The determination of which items are necessary for describing an educational intervention is a complex task. Empirical evidence for which items are likely to introduce bias in educational interventions for EBP is scarce, largely due to the inconsistent and incomplete reporting for studies reporting educational interventions for EBP [27]. Information reported by authors as confounders or limitations may provide anecdotal evidence regarding which information items may introduce bias or impact upon study outcomes. The most frequently reported limitations by the authors related to the delivery, duration or the time of year for the educational intervention (n = 10, 24%).

Conclusion

This systematic review collated information concerning what has been reported in the description of educational interventions for EBP. Completing the first stage in the development process for a reporting guideline specific for educational interventions for EBP (GREET) [19], the findings of this review provide a starting point for a discussion regarding the types of items that should be included in the GREET. The second stage in the development process for the GREET, a Delphi consensus survey, will be informed by the findings of this review. The GREET will be the first intervention-specific reporting guideline, based on the TIDIER framework, and will provide specific guidance for authors of studies reporting educational interventions for EBP.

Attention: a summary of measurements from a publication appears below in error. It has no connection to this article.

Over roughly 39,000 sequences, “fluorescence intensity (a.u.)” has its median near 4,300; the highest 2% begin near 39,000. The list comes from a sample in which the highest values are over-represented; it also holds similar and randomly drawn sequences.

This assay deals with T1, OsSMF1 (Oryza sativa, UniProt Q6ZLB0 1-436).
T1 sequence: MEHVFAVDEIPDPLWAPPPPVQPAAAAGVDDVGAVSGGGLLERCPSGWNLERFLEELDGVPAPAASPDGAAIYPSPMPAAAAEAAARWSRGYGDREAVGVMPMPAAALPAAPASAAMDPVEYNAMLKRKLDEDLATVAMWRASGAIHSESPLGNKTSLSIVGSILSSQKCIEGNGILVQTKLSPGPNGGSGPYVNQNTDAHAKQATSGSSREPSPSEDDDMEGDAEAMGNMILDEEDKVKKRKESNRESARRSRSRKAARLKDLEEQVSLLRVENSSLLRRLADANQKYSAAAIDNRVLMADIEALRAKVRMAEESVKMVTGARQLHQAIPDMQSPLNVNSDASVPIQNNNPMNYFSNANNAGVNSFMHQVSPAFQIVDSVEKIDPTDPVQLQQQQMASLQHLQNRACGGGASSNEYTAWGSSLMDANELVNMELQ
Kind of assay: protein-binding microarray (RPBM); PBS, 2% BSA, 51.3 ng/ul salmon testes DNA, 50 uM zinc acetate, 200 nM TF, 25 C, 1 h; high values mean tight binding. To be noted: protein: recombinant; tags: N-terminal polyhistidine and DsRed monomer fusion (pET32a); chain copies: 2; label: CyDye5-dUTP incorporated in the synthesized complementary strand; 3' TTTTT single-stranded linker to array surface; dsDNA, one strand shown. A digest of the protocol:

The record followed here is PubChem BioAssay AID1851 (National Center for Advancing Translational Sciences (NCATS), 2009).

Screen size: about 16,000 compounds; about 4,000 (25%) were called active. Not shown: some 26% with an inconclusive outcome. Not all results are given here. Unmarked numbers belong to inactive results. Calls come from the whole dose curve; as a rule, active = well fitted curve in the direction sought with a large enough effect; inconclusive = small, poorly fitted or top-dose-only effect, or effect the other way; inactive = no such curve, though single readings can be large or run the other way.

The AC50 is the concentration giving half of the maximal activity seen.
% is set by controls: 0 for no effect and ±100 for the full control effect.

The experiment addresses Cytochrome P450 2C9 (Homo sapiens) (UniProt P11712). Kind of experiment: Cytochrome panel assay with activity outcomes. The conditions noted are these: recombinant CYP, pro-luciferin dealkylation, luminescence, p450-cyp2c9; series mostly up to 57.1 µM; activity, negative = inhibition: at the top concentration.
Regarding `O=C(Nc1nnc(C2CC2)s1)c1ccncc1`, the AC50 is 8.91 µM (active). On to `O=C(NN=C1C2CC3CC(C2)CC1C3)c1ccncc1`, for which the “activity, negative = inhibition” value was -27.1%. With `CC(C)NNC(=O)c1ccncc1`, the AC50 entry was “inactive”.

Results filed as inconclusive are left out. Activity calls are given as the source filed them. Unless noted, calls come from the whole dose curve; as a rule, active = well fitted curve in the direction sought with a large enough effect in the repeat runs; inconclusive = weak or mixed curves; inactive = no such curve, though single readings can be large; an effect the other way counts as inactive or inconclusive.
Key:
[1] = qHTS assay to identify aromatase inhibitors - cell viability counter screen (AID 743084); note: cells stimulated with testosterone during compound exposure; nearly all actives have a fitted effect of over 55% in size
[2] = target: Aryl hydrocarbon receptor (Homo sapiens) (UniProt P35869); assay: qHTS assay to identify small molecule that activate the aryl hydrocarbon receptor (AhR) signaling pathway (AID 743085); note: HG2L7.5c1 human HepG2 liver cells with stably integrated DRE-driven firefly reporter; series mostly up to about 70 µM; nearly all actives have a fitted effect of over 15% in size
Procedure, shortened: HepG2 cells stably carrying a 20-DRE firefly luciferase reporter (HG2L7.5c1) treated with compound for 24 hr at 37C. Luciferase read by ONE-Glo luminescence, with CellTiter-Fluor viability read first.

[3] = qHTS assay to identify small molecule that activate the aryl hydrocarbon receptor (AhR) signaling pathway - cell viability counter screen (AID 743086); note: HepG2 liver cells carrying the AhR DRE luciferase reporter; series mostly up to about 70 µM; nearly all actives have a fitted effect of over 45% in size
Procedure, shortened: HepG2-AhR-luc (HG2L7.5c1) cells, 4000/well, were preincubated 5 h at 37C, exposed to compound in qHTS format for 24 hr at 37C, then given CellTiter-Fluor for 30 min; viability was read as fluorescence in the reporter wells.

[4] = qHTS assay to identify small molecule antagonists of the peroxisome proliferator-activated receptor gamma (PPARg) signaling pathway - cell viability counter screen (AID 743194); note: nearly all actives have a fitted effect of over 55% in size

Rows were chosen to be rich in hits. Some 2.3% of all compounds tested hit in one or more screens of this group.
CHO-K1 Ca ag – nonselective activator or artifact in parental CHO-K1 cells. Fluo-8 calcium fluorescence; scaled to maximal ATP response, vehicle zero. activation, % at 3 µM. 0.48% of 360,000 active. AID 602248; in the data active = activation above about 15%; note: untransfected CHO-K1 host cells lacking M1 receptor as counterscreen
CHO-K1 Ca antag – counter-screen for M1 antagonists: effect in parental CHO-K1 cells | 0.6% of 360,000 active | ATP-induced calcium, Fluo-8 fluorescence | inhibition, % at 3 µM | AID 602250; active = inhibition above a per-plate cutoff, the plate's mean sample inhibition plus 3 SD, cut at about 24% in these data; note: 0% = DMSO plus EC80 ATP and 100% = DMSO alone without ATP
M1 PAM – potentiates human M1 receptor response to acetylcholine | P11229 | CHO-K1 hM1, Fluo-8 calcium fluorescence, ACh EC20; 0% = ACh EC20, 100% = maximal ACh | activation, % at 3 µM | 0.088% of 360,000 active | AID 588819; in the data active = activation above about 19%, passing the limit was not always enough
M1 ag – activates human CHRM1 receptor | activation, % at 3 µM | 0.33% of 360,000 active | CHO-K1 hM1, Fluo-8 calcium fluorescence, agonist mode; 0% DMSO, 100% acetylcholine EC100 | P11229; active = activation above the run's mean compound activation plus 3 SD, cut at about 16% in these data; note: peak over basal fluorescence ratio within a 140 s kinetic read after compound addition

Authors’ information

AP is a PhD candidate, School of Health Sciences, University of South Australia, Adelaide, Australia.

LKL is a Post-doctoral Research Fellow, Health and Use of Time Group (HUT), Sansom Institute for Health Research, School of Health Sciences, University of South Australia, Adelaide, Australia.

MPM is a Lecturer, School of Health Sciences and a member of the International Centre for Allied Health Evidence (iCAHE), University of South Australia, Adelaide, Australia.

JG is a Senior Research Associate, Ottawa Hospital Research Institute, The Ottawa Hospital, Centre for Practice-Changing Research (CPCR), Ontario, Canada.

PG is the Director, Centre for Research in Evidence-BasedPractice (CREBP),Bond University, Queensland, Australia.

DM is a Senior Scientist, Clinical Epidemiology Program, Ottawa Hospital Research Institute, The Ottawa Hospital, Centre for Practice-Changing Research (CPCR), Ontario, Canada.

JKT is an Associate Professor, University of Southern California Division of Biokinesiology and Physical Therapy, Los Angeles, USA.

MH is a visiting Professor, Bournemouth University, Bournemouth, UK and a consultant to Best Evidence Medical Education (BEME).